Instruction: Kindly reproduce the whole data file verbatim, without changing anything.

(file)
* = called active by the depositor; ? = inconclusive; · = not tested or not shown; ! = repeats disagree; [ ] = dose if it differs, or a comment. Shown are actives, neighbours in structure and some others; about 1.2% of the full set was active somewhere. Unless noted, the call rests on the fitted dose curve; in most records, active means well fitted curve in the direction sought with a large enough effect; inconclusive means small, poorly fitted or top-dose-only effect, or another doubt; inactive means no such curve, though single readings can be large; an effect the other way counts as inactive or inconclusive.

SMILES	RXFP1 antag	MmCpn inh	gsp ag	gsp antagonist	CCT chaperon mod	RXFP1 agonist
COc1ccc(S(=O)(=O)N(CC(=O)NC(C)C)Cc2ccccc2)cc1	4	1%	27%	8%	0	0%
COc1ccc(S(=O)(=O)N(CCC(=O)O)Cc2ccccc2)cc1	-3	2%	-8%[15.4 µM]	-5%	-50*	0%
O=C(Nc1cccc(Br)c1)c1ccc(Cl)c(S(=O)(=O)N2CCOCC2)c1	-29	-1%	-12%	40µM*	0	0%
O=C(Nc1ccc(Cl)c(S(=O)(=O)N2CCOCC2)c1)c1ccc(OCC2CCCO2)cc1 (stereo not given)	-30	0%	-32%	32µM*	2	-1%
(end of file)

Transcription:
* = called active by the depositor; ? = inconclusive; · = not tested or not shown; ! = repeats disagree; [ ] = dose if it differs, or a comment. Shown are actives, neighbours in structure and some others; about 1.2% of the full set was active somewhere. Unless noted, the call rests on the fitted dose curve; in most records, active means well fitted curve in the direction sought with a large enough effect; inconclusive means small, poorly fitted or top-dose-only effect, or another doubt; inactive means no such curve, though single readings can be large; an effect the other way counts as inactive or inconclusive.

SMILES	RXFP1 antag	MmCpn inh	gsp ag	gsp antagonist	CCT chaperon mod	RXFP1 agonist
COc1ccc(S(=O)(=O)N(CC(=O)NC(C)C)Cc2ccccc2)cc1	4	1%	27%	8%	0	0%
COc1ccc(S(=O)(=O)N(CCC(=O)O)Cc2ccccc2)cc1	-3	2%	-8%[15.4 µM]	-5%	-50*	0%
O=C(Nc1cccc(Br)c1)c1ccc(Cl)c(S(=O)(=O)N2CCOCC2)c1	-29	-1%	-12%	40µM*	0	0%
O=C(Nc1ccc(Cl)c(S(=O)(=O)N2CCOCC2)c1)c1ccc(OCC2CCCO2)cc1 (stereo not given)	-30	0%	-32%	32µM*	2	-1%